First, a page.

Atlanta residents to get update on westside park honoring civil rights

Residents in Vine City, English Avenue and other West End Atlanta communities will get an update this weekend on a long promised park for the area.

Officials will unveil the latest plans for Rodney Cook Sr. Park, including a rendering of the 16-acre greenspace that will feature statues of civil rights leaders, including Julian Bond, Andrew Young and Hosea Williams.

The project, which has been in the planning stages since 2012, is designed to replace Mims Park, a gathering spot for the community until the 1950s when the land was used to build Bethune Elementary School.

Cook Park, which could cost as much as $50 million to construct, will require having infrastructure improvements. The area for the site, along Joseph E. Boone Boulevard, is prone to flooding and the city has said it would have to spend millions to build a stormwater retention pond to capture the water similar to the one at Historic Old Fourth Ward Park.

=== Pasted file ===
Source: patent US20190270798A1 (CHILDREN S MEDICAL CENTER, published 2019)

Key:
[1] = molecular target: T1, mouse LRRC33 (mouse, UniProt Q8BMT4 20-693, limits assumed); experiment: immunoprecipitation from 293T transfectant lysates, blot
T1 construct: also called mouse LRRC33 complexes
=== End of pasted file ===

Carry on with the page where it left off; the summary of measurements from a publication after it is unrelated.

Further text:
Cook’s son, Rodney Cook Jr., a leading advocate for the park, has pledged to raise more than $10 million for the statues through the National Monuments Foundation, an Atlanta-based group of which he is president.

The development of Cook Park has been controversial because originally the plan was to resurrect the Mims name for the greenspace.

Livingston Mims, the park’s namesake and a relative of the Cooks, was an Atlanta mayor. But the community objected because Mims also was a Confederate soldier. A planned statue for Mims also has been withdrawn.

The city late last year agreed to name the park for Cook Sr. as a compromise. Cook Sr. was a member of the Georgia Legislature and a civil rights advocate, voting in 1966 for Bond to be seated in the august body despite objections from his colleagues.

The 1 p.m.- 3 p.m. Saturday gathering will be at Higher Ground Empowerment Center, 561 Spencer Street, Atlanta, 30314.